A large part of the price difference is due to far less parts and service
support on the cheap stuff.Then,better tools have better
materials,tolerances,finer machining,better assembly and quality control.
And just when I put in a good word for Harbor Freight, they turn on
me! I've bought maybe a dozen things from them in the last several
years and was always satisfied. For the price, what you got was
usable and a good deal. I especially agreed with the person who said
they were good for the type of tool you might need once in a blue
moon, so you didn't have to have top quality, just something that
functions for very light use, once every few years.
So, my Honda Harmony mower transmission craps out. To take it apart,
I needed slip ring pliers of two different sizes. It looks like you
could spend over $100 for a set of Snap-On, or $30-45 for even a mid-
range set. HF has a store near me, so I looked online and they had a
Went down yesterday and for $7 I got a set of 5 small ones. Now, for
the very low price, I'm not expecting anything great. By that, I mean
they don't have to have nice comfy handles. The tips don't have to be
machined to the finest tolerance. I don't need a chrome finish. And
they don't have to last a long time. But, I would expect them to be
USABLE for the intended purpose. If they worked for this one job,
for the price, I'd be very happy, as it will likely be a long time
before I need to use a pair again.
When I tried to use them, the little tips, .047", instead of being
hardened steel, just start to bend when you use them to open the slip
rings. On the second slip ring, they started slipping out of the
ring because one tip was clearly bent. I used a pair of pliers to
straighten it and finally got that ring off. OF course you know where
we going. After straightening it twice, on the third ring the little
tip broke off. Fortunately the set included a 45deg version of the
same size, so I managed to get them all off. Not sure if they'll last
to get them back on.
So, this is the first example of something I would say really is
garbage. There is some minimal level of functionality one expects in
a product. And if they can't make something that is suitable for even
very minimal use, then they shouldn't sell it regardless of the price.
On Aug 11, 5:49 am, email@example.com wrote:
Not too much information on this ............... but in some
countries they have what might best be called "Fitness for use"
legislation. In other words a product should not just work it should
also perform for a reasonable length of time.
So if your fridge conks out after less than a couple of years, say, or
your sewing machine jams, or the bristles fall out of a toothbrush, or
auto tyres fly apart in less than a few months, they do not meet the
"The fitness for use" requirement and the manufacturer/supplier must
replace or reimburse.
This is not to say that a fridge should be expected to last 35 years,
a sewing machine to not show some wear an tear after say ten years,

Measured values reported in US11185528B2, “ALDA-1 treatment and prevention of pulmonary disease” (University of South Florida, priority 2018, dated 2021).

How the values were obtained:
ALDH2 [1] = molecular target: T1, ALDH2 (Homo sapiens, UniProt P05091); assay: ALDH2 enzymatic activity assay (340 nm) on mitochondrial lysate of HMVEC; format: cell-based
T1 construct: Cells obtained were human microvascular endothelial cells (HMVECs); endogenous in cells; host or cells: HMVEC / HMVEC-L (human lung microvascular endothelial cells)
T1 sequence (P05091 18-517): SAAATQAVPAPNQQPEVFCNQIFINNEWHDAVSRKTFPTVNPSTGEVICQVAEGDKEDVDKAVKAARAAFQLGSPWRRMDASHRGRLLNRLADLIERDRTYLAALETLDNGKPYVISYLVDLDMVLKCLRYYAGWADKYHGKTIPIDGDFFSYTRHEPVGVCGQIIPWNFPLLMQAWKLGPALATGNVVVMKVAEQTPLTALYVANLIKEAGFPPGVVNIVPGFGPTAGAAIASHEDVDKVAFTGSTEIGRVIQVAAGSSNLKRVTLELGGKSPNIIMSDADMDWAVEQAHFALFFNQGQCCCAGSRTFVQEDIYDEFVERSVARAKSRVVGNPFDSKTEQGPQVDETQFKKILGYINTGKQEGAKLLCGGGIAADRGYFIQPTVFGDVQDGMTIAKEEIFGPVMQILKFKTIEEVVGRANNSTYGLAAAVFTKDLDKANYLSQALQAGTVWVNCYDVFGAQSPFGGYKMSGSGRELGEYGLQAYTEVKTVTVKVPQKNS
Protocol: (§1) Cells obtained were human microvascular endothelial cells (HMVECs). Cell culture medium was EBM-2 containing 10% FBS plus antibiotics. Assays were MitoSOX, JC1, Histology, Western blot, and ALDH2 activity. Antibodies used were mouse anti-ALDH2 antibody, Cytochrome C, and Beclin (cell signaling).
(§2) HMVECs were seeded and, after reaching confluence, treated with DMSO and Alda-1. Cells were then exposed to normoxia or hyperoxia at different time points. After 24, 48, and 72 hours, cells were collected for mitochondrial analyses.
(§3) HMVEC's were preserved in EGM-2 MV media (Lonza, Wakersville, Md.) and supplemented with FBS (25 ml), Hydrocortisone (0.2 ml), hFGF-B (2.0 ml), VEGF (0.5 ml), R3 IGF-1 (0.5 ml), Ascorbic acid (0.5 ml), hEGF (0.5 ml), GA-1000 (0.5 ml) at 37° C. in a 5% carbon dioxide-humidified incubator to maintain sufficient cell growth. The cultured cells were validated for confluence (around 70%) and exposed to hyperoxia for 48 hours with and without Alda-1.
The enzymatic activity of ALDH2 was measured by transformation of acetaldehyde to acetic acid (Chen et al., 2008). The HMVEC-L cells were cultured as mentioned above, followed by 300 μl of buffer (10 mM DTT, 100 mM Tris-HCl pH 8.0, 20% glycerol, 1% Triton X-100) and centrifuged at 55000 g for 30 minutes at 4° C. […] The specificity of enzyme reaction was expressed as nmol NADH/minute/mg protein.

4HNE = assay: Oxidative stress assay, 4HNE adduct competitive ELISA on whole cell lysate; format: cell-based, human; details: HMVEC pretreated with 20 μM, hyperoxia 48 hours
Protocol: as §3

etc. etc. Although our fidge is at least 20 years old, our dryer is
45, and we probably all know of 100 year old treadle sewing machines
maybe we need that kind of legislation in relation to other than food
in North America?
I own a machine shop, and we make industrial valves that are shipped all
over the world. Because of some crazy "Fit for use" claims by customers in
our industry (not against us thank God), we have to mark our prices WAY up
when we ship to countries that have Fit for Use laws because of additional
mandatory insurance coverage and higher interest rates on loans if the
materials are going to one of those countries. It's like any lawsuit
situation. It doesn't matter if the customer SHOULD KNOW that MacDonald's
coffee is hot. If he pours it on his balls and sues them, they still have to
spend money to defend themselves!
Even if the tool doesn't have a guarantee, take it back to the store next
time you are in the area. Ask for the store manager and politely explain how
bad it is and how it failed. If they hear it from enough people the word
will get back to the boys upstairs. OR he might just say "what do ya want
Not sure exactly what the legislation in those other countries spells
out. But here in the USA under existing law there is the concept of
"warranty of merchantibility", which has been around for a long time,
perhaps hundreds of years and is applied in civil cases all the time.
It means that if you sell a product, it has to be reasonably fit for
the purpose intended. For example, if a store sold you a brand new
chair and it broke apart the first time a 150lb person sat in it, that
would not meet the warranty of merchantibility and you would win the
case, even if the chair did not have a specific warranty.
And in the case of my pliers, I think it's pretty clear that they fail
that standard. I may tell them those slip ring pliers were crap when
I'm there again and see what they say/do.
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